The University of Southampton
University of Southampton Institutional Repository

A randomised controlled trial of a cognitive behavioural therapy based self-management intervention for irritable bowel syndrome (IBS) in primary care.

Moss-Morris, R., Bogalo, L., Didsbury, L.P. and Spence, M.J. (2010) A randomised controlled trial of a cognitive behavioural therapy based self-management intervention for irritable bowel syndrome (IBS) in primary care. Psychological Medicine, 40, (1), pp. 85-94. (doi:10.1017/S0033291709990195).

Record type: Article


Background: recent guidelines for the treatment of irritable bowel syndrome (IBS) emphasize the need for research to facilitate home-based self-management for these patients in primary care. The aim of the current study was to test the efficacy of a manualized cognitive behavioural therapy (CBT)-based self-management programme for IBS in a pilot randomized controlled trial (RCT).
Method: sixty-four primary-care patients meeting Rome criteria for IBS were randomized into either self-management plus treatment as usual (TAU) (n=31) or a TAU control condition (n=33). The self-management condition included a structured 7-week manualized programme that was self-administered in conjunction with a 1-hour face-to-face therapy session and two 1-hour telephone sessions. The primary outcome measures were the Subject's Global Assessment (SGA) of Relief and the Irritable Bowel Syndrome Severity Scoring System (IBS-SSS) assessed at baseline, end of treatment (2 months), and 3 and 6 months post-treatment.
Results: analysis was by intention-to-treat. Twenty-three (76.7%) of the self-management group rated themselves as experiencing symptom relief across all three time periods compared to seven (21.2%) of the TAU controls [odds ratio (OR) 12.2, 95% confidence interval (CI) 3.72–40.1]. At 8 months, 25 (83%) of the self-management group showed a clinically significant change on the IBS-SSS compared to 16 (49%) of the control group (OR 5.3, 95% CI 1.64–17.26).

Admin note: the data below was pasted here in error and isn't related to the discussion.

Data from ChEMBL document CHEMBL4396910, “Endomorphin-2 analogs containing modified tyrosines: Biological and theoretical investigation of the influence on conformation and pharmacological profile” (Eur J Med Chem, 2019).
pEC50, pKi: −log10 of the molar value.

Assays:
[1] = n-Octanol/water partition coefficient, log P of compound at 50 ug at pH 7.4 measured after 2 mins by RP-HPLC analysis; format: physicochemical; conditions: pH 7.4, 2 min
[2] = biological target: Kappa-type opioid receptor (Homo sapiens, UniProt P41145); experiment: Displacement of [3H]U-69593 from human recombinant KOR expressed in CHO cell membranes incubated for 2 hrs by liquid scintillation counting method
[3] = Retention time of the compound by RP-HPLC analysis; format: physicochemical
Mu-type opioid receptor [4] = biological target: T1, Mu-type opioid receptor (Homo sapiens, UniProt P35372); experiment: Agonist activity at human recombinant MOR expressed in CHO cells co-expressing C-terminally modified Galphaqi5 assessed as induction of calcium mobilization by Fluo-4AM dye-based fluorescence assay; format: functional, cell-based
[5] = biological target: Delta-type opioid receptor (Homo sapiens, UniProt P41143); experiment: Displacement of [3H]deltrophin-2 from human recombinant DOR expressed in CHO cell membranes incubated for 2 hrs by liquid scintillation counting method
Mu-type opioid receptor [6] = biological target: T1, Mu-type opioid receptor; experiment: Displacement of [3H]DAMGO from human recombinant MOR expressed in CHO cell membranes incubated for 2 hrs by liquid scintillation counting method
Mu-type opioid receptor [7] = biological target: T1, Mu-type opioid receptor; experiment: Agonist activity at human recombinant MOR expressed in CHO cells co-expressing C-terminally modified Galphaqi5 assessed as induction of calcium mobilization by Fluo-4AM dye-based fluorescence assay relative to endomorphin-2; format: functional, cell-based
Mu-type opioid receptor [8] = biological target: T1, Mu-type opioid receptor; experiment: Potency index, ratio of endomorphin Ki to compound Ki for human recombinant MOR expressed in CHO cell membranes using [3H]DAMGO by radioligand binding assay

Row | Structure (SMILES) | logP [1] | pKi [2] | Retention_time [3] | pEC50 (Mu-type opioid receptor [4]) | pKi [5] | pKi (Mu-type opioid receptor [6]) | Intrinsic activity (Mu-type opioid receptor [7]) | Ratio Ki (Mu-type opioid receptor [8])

Conclusions: this study provides preliminary evidence that CBT-based self-management in the form of a structured manual and minimal therapist contact is an effective and acceptable form of treatment for primary-care IBS patients.

Full text not available from this repository.

More information

Published date: January 2010


Local EPrints ID: 66887
ISSN: 0033-2917
PURE UUID: f2e93fcd-8a2a-449e-bba9-0239aacbd827

Catalogue record

Date deposited: 30 Jul 2009
Last modified: 19 Jul 2017 00:21

Export record



Author: R. Moss-Morris
Author: L. Bogalo
Author: L.P. Didsbury
Author: M.J. Spence

University divisions

Download statistics

Downloads from ePrints over the past year. Other digital versions may also be available to download e.g. from the publisher's website.

View more statistics

Atom RSS 1.0 RSS 2.0

Contact ePrints Soton:

ePrints Soton supports OAI 2.0 with a base URL of

This repository has been built using EPrints software, developed at the University of Southampton, but available to everyone to use.

We use cookies to ensure that we give you the best experience on our website. If you continue without changing your settings, we will assume that you are happy to receive cookies on the University of Southampton website.